• The game: The ESPN headline credits Cappie with the win over the Dream, but really it was Mini Mi and the Old Lady. Watching the 39-year-old Katie Smith dog Angel all game was a lesson in ferocity and stubbornness. Yes, Angel got her points, but on 4-16 shooting.
  • What about Mini Mi? Well, in the season preview, coach Bill stated he wanted “strong-minded women that want to be themselves, but want to play within the structure, and want to know where they stand every minute of every day.” Leilani Mitchell sure as heck knew where she stood at camp: “In front of everyone he said, ‘I don’t like small guards.'” Mitchell is generously listed as 5’5″. “It’s hard when your coach doesn’t have confidence in you.” Her response? Play with a sense of freedom and abandon. She made the team (to the surprise of some) and, while she only made one basket Sunday (a key 3), it was everything else she did that made an impression: 7 rebounds, 3 steals and +13. Which earned her praise from her not-short coach. And the fans.
  • Cappie looked outta sorts in the first half, her shots all coming up short, as if she had no legs. And then something clicked in the second half. After the game coach Laimbeer spoke about her leading by being part of the offense, “not just jacking up shots.” So I started wondering about her transition to working under a Laimbeer-esque coaching style and how that will impact her attitude and game-sense.
  • The rooks did good. Honestly, was there EVER a time when you could say, “The Lib have three rookies on the floor” and not have it because the game was outta reach? Favorite moment: Angel and Bone arm wrasslin’ each other for the ball. Bone does not let go, and Angel gets in to her face a bit, as if she believes a rookie should release control to an All-Star. Yap, yap, yap like my miniature Dachshund used to do at our bigger Kerry Blue. Bone just stood there, patiently, until her teammates stepped between the twosome.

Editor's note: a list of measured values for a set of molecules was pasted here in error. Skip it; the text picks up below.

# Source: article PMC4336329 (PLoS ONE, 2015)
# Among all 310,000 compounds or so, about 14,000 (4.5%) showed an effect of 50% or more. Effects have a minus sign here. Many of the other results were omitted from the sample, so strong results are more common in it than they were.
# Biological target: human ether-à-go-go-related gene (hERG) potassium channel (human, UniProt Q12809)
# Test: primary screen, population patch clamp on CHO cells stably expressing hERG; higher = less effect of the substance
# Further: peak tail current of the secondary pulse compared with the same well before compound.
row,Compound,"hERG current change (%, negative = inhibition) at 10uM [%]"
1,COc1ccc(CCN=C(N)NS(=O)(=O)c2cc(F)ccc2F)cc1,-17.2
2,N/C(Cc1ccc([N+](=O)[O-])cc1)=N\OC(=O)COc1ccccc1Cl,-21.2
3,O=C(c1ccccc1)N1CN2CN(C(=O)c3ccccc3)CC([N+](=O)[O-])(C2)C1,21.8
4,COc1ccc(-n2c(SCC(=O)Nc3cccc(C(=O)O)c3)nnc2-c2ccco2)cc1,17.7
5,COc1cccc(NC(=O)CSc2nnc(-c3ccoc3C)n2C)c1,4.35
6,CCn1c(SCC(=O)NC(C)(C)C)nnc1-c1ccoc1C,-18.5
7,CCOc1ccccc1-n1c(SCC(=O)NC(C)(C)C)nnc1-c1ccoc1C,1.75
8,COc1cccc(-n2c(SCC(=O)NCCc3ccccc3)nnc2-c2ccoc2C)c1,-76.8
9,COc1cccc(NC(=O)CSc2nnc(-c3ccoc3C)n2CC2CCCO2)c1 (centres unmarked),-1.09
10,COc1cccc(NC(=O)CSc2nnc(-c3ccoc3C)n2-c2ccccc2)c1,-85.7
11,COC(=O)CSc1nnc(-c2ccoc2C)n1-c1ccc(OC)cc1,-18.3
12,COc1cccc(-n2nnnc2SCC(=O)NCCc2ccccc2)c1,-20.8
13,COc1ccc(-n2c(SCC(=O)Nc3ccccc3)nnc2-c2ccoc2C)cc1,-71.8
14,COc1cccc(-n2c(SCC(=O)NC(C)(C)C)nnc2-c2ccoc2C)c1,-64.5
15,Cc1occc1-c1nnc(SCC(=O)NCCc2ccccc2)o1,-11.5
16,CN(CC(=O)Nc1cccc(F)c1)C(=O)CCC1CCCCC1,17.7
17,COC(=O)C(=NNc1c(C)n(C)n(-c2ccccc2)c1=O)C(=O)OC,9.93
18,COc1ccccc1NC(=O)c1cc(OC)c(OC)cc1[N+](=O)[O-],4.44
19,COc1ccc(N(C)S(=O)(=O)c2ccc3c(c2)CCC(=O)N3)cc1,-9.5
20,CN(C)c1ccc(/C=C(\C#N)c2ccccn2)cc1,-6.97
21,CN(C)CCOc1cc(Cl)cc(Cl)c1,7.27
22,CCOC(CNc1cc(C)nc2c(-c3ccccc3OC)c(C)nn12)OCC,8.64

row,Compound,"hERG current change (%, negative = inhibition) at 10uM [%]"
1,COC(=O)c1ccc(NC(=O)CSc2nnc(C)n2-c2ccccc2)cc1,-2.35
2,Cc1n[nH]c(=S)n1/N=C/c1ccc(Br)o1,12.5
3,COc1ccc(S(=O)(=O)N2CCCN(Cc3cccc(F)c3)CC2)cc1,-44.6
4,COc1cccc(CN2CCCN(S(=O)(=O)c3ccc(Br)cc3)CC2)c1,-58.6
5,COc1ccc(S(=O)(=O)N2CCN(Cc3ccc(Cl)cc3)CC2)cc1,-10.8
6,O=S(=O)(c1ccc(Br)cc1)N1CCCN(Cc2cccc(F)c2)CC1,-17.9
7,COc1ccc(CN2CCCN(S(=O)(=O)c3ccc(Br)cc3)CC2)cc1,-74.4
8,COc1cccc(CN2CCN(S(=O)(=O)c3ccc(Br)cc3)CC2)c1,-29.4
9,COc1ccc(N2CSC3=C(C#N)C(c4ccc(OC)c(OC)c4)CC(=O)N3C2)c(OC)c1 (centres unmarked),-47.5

• Yes, it’s fun to watch the Dream get all emotional. But, while it’s tempting to draw a conclusion about their “chemistry,” don’t get fooled. It works for them. “That’s how they’ve always been,” said Smith post-game. The only thing “bad” I can see about Atlanta folks barking at each other or the refs is when they use their barking as an excuse not to get back on defense.

Speaking of Smith, the fabulous Jim Massie catches up: Former Buckeye Smith, 39, still climbing upward

Check in with L’Alien for more info on this past week’s games, like:  Charles dominates ice cold Fever

Check this week’s Top Plays. (Mark, you’d a very poor inspirational speaker…)

Other stuff:

Ah, yes, INJURIES!!! John Altavilla writes: Short WNBA Rosters Are A Problem For Sun, Other Teams. On a related note, Pilight wonders: Is there enough talent for WNBA expansion? The Rebkellians discuss.

Kwai Chan at the Meniscus: WNBA 2013: One year, big difference for the Washington Mystics

There is no jumping or shouting in the Verizon Center…yet.  But what a difference a year makes for the Washington Mystics, who defeated the Minnesota Lynx, 85-80.

Mike Thibault, who has the most wins of any active coach with 209-135 (.608) record in the last 10 years, is the new head coach of the Mystics.  Eight of the 12 players on the 2012 roster are gone, and have been replaced by four rookies and three veterans.  With these changes, one would think that just getting a team on the floor would be an accomplishment in itself.

Not so much fun being in Indiana these days: Fever not feeling, looking like champions – Defending WNBA titlists are off to 1-4 start, worst 5-game start since 2001

Michelle says: Griner’s popularity reels in fans

It’s more than two hours before tipoff at U.S. Airways Center on Memorial Day, and a Phoenix Mercury staff member is erecting a banner of Brittney Griner that shows the exact physical dimensions of her height and wingspan and the size of her hands and feet.

Immediately after he is done, a group of kids rush over and put their hands and feet up against the banner to compare.

The big girl is a big deal here.

From Media Planet:  WOMEN IN SPORTS: NO LONGER ON THE SIDELINES: Title IX opened the gates for female athletes—a halo effect empowered women to own, manage and work in the once male-dominated industry.

Case in point: Laura Gentile, espnW vice president, launched the digital initiative as a voice for women who love sports. “One of the best parts of starting this business was connecting women in sports to discuss issues and work together. Women have made a lot of strides,” she adds, ticking off names including WNBA’s president Laurel Richie and USA Today’s Christine Brennan. 

No Sancho? Williams is going to change things up a bit.

Prince leaves Chicago. Again.

No Ice, Ice Baby Tonight: From Odeen Domingo:#WNBA suspends @phoenixmercury Candice Dupree 1 game for making contact w/ game official Sat. Will not play tonight vs @LA_Sparks cc: @WNBA